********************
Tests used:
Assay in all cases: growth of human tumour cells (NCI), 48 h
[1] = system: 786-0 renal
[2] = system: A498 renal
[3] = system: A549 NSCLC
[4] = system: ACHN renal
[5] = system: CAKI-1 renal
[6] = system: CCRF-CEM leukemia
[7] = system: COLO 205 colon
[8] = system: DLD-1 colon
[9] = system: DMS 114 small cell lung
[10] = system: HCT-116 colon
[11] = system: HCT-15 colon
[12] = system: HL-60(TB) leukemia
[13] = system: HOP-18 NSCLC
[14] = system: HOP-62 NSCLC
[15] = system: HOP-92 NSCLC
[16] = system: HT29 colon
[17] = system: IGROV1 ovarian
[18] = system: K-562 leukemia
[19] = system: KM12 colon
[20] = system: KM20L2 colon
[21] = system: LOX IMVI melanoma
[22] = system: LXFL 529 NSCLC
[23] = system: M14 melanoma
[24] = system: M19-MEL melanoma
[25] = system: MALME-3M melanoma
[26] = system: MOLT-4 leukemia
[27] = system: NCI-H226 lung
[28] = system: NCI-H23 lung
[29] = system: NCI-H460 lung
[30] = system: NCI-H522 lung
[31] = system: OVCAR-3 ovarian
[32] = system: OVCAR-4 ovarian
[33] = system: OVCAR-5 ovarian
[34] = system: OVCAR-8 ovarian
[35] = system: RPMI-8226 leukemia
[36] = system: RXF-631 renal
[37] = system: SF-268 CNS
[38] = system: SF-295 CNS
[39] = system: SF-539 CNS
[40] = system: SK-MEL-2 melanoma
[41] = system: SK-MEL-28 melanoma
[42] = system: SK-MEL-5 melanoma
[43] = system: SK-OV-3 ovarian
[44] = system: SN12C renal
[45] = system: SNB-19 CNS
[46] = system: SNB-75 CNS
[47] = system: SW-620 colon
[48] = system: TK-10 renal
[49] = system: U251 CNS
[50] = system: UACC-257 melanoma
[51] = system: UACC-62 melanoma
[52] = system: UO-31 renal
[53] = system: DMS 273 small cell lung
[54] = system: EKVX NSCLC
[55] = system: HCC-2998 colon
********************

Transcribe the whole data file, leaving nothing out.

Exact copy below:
Tests used:
Assay in all cases: growth of human tumour cells (NCI), 48 h
[1] = system: 786-0 renal
[2] = system: A498 renal
[3] = system: A549 NSCLC
[4] = system: ACHN renal
[5] = system: CAKI-1 renal
[6] = system: CCRF-CEM leukemia
[7] = system: COLO 205 colon
[8] = system: DLD-1 colon
[9] = system: DMS 114 small cell lung
[10] = system: HCT-116 colon
[11] = system: HCT-15 colon
[12] = system: HL-60(TB) leukemia
[13] = system: HOP-18 NSCLC
[14] = system: HOP-62 NSCLC
[15] = system: HOP-92 NSCLC
[16] = system: HT29 colon
[17] = system: IGROV1 ovarian
[18] = system: K-562 leukemia
[19] = system: KM12 colon
[20] = system: KM20L2 colon
[21] = system: LOX IMVI melanoma
[22] = system: LXFL 529 NSCLC
[23] = system: M14 melanoma
[24] = system: M19-MEL melanoma
[25] = system: MALME-3M melanoma
[26] = system: MOLT-4 leukemia
[27] = system: NCI-H226 lung
[28] = system: NCI-H23 lung
[29] = system: NCI-H460 lung
[30] = system: NCI-H522 lung
[31] = system: OVCAR-3 ovarian
[32] = system: OVCAR-4 ovarian
[33] = system: OVCAR-5 ovarian
[34] = system: OVCAR-8 ovarian
[35] = system: RPMI-8226 leukemia
[36] = system: RXF-631 renal
[37] = system: SF-268 CNS
[38] = system: SF-295 CNS
[39] = system: SF-539 CNS
[40] = system: SK-MEL-2 melanoma
[41] = system: SK-MEL-28 melanoma
[42] = system: SK-MEL-5 melanoma
[43] = system: SK-OV-3 ovarian
[44] = system: SN12C renal
[45] = system: SNB-19 CNS
[46] = system: SNB-75 CNS
[47] = system: SW-620 colon
[48] = system: TK-10 renal
[49] = system: U251 CNS
[50] = system: UACC-257 melanoma
[51] = system: UACC-62 melanoma
[52] = system: UO-31 renal
[53] = system: DMS 273 small cell lung
[54] = system: EKVX NSCLC
[55] = system: HCC-2998 colon